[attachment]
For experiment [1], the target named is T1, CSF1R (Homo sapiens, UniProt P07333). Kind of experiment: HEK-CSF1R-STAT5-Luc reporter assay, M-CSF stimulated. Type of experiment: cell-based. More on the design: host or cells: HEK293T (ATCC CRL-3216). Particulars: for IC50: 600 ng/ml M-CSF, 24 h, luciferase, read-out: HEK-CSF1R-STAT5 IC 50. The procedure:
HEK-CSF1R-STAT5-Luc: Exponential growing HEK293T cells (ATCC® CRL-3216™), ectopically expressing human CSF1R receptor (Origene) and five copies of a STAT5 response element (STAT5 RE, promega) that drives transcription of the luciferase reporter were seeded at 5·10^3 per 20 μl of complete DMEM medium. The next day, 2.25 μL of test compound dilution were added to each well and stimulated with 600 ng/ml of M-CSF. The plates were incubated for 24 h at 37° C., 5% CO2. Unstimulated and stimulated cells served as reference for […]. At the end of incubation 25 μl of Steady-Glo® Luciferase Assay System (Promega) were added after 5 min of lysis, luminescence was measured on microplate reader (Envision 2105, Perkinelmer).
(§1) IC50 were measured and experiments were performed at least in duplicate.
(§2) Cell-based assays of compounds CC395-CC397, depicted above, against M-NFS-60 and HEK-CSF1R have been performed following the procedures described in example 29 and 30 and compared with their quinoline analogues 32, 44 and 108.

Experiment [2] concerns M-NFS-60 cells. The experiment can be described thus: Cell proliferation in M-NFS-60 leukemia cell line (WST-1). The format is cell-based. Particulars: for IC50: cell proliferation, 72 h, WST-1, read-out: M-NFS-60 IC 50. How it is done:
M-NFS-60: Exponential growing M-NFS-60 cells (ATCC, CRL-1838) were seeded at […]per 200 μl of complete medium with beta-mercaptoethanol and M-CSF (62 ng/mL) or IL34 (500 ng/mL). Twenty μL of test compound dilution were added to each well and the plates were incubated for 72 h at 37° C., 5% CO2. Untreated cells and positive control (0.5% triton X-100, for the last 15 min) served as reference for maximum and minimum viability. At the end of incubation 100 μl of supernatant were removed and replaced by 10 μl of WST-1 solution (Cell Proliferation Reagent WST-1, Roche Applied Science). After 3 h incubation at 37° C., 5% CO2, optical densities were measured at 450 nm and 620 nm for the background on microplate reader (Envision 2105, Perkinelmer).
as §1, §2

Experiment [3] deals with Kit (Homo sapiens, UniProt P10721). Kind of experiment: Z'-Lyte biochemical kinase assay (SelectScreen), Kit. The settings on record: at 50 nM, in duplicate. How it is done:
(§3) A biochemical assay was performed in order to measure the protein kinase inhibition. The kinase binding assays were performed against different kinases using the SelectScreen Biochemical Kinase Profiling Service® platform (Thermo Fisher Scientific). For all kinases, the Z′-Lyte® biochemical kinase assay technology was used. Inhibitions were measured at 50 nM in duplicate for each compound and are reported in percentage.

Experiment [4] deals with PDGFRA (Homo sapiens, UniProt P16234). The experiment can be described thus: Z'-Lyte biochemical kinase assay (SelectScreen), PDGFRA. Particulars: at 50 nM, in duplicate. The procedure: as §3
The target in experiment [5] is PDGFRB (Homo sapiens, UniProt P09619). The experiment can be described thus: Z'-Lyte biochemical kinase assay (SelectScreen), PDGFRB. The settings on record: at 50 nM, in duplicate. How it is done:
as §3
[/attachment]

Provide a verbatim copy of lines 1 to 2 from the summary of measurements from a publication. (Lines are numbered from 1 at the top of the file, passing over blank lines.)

For experiment [1], the target named is T1, CSF1R (Homo sapiens, UniProt P07333). Kind of experiment: HEK-CSF1R-STAT5-Luc reporter assay, M-CSF stimulated. Type of experiment: cell-based. More on the design: host or cells: HEK293T (ATCC CRL-3216). Particulars: for IC50: 600 ng/ml M-CSF, 24 h, luciferase, read-out: HEK-CSF1R-STAT5 IC 50. The procedure:
HEK-CSF1R-STAT5-Luc: Exponential growing HEK293T cells (ATCC® CRL-3216™), ectopically expressing human CSF1R receptor (Origene) and five copies of a STAT5 response element (STAT5 RE, promega) that drives transcription of the luciferase reporter were seeded at 5·10^3 per 20 μl of complete DMEM medium. The next day, 2.25 μL of test compound dilution were added to each well and stimulated with 600 ng/ml of M-CSF. The plates were incubated for 24 h at 37° C., 5% CO2. Unstimulated and stimulated cells served as reference for […]. At the end of incubation 25 μl of Steady-Glo® Luciferase Assay System (Promega) were added after 5 min of lysis, luminescence was measured on microplate reader (Envision 2105, Perkinelmer).